Home & Family Newsletter

November 2019

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In This Issue:

Insulation: How Much Is Too Much?

Spending Quality Time with Friends & Family

Hearing Safety: Home, Work & Play

Recipe: Cranberry-Stuffed Pork Chops

Read on and don't forget to share with your friends and family.

When it comes to energy efficiency and keeping your home cool in the summer, and warm in the winter, insulation is one of the biggest contributing factors. It may not look high-tech, but insulation is designed to provide a barrier between your home and the outside temperatures - something the wood your home is built with can't do on its own. Not enough, and you’ll be cranking the heat all winter to keep the pipes from freezing. Too much, and your attic is at risk for mold and mildew growth, or even rot. So, how much is enough, and how much is too much?

Because insulation comes in several different forms, and is measured by an R-Value that differs with each type, there is no straightforward answer to “how much is too much?”

The R-value is the insulation’s resistance to conductive heat flow, so the higher the R-value, the more effective the insulation is at blocking heat flow. If you’ve picked an insulation with a low R-value, you may need to apply more than if you select a higher R-value.

The amount of insulation you need can also depend on climate. For instance, a resident in Alaska will need more insulation than a resident in Florida. Thicker insulation may seem like a good idea to decrease energy usage for every home, but increasing insulation is only helpful up to a certain point. It also must be installed completely and correctly to avoid mold and damage

to the roof, which can be frustrating and costly when thicker insulation has been used.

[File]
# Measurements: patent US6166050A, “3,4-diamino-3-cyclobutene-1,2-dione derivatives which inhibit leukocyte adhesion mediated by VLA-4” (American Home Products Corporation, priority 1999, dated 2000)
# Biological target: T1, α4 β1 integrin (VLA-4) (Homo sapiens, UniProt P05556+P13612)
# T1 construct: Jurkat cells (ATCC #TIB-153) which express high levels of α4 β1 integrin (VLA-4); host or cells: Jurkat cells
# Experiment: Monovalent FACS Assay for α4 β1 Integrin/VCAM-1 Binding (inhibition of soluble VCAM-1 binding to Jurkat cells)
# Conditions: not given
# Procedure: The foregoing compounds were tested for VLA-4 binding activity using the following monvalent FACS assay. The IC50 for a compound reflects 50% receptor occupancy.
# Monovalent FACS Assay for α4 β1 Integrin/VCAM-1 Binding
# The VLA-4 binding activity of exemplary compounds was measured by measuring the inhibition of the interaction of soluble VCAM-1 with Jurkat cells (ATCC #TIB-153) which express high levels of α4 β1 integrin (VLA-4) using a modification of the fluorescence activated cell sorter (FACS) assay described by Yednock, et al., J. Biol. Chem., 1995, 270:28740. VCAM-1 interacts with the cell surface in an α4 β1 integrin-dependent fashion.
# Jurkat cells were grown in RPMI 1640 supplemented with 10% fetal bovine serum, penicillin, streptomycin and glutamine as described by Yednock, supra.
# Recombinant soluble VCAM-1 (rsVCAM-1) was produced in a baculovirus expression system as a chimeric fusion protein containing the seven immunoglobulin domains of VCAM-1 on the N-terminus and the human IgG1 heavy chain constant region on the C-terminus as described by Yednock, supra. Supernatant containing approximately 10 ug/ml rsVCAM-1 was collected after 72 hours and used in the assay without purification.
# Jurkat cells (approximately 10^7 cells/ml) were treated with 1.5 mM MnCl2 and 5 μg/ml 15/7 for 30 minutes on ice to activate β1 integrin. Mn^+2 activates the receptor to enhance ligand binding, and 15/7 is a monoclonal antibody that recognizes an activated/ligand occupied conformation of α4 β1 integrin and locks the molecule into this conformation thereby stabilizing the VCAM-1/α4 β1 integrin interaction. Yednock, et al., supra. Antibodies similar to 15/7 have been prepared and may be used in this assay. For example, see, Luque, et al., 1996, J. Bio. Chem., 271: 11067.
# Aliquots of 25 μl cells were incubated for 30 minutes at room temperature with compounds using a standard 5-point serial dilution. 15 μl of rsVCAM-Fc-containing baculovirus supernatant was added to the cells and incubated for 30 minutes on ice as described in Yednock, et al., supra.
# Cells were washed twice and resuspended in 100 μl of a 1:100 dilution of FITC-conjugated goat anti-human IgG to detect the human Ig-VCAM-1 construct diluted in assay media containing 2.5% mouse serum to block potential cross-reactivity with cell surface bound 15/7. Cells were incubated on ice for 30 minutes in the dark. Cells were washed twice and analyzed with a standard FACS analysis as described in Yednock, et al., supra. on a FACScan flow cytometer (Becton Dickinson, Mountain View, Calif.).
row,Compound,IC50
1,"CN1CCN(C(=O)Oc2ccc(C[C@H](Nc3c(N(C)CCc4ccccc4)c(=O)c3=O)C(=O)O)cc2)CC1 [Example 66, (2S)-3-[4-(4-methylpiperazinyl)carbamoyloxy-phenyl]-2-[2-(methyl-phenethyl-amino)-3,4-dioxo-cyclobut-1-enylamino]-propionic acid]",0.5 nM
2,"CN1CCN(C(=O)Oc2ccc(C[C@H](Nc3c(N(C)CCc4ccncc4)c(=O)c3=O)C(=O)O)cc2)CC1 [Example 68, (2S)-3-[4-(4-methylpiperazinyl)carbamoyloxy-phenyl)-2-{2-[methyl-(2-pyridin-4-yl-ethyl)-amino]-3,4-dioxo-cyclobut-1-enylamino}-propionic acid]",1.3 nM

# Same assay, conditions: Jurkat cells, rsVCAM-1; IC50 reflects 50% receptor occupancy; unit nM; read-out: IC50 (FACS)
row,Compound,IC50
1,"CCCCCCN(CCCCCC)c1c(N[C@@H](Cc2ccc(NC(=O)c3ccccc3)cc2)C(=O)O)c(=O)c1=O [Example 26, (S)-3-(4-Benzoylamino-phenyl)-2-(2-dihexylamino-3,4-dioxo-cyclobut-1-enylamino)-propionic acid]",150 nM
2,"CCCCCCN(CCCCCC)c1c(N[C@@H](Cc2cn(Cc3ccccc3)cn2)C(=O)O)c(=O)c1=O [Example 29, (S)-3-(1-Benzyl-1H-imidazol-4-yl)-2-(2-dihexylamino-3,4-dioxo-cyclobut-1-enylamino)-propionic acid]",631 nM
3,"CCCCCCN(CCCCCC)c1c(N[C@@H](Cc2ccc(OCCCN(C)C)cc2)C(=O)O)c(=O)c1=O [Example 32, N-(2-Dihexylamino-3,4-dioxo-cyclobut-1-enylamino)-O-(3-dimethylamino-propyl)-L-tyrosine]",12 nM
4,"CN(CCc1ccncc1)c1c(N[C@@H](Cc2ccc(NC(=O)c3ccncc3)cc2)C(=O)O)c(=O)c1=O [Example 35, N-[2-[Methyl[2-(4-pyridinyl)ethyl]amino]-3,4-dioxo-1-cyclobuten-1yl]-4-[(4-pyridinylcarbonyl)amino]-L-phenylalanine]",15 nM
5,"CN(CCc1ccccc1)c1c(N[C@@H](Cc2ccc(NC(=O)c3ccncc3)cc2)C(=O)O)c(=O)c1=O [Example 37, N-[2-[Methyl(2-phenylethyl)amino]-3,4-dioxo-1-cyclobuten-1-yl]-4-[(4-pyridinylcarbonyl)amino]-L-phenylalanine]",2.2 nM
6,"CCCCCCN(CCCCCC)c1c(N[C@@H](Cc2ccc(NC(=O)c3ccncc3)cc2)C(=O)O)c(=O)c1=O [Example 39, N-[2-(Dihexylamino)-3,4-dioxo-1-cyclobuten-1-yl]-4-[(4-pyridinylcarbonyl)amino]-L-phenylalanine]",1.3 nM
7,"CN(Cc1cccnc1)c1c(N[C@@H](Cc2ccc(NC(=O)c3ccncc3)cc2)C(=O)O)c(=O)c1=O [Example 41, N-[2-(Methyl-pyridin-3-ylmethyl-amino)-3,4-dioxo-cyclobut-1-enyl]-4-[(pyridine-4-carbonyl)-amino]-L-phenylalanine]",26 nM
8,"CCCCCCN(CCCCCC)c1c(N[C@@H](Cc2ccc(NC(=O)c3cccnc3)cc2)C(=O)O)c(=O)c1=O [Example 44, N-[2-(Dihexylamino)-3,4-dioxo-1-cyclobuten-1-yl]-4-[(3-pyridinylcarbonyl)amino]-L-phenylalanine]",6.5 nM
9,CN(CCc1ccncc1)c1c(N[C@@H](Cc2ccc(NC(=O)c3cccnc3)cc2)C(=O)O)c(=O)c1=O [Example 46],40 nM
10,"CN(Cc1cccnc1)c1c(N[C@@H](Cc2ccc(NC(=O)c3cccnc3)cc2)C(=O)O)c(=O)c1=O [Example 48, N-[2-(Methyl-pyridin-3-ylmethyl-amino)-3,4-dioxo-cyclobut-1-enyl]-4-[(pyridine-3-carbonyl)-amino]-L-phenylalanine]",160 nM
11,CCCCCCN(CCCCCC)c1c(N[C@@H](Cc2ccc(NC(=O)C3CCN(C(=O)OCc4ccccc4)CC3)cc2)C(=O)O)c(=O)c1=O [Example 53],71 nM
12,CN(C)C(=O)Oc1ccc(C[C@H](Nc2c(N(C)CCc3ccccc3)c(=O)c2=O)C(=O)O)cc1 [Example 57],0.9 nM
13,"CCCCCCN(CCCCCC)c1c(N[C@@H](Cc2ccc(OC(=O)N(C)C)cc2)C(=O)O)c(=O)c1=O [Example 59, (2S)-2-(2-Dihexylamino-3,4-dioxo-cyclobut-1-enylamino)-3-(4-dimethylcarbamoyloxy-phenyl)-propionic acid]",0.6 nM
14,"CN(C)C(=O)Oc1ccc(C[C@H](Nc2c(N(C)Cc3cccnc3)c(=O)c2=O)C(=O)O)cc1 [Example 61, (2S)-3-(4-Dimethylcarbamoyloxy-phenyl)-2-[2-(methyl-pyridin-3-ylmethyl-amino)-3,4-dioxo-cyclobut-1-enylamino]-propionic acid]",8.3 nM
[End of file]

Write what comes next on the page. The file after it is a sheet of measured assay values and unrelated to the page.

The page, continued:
Determining the correct amount of insulation needed is based on so many individual factors that it is tough to make one blanket statement for all homes. If you find yourself overwhelmed at the options, working with a professional will ensure that the right amount of insulation is installed based on your home.



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With the school year in full swing and the busy holiday season arriving, often it can become difficult to spend quality time with friends and family, even if the later months of the year are for being with those you care about. Weeknights may be given away to after-school activities, and weekends are packed with holiday shopping and planning. If you find that you’re spending less time with your family rather than more, set some time aside or try these activities that can bring you closer together, even on the busiest days:

1.  Have breakfast or lunch together. You may not all be available for a family dinner each night, but setting your alarms and sitting down for breakfast together before everyone heads out the door for work and school can be just as fun. Just be sure to prepare the coffee, and sweet treats to encourage the children who like to hit the snooze button more than once. The same goes for friends - instead of working over lunch, head out of the office and meet up to get some fresh air and catch up.

2.  Exercise together. You don’t have to run a marathon, but a 15 minute walk or bike ride is good for both your body, and for unwinding or discussing each other’s days. If you’re having an especially busy day, even a lap around the block may lift your mood.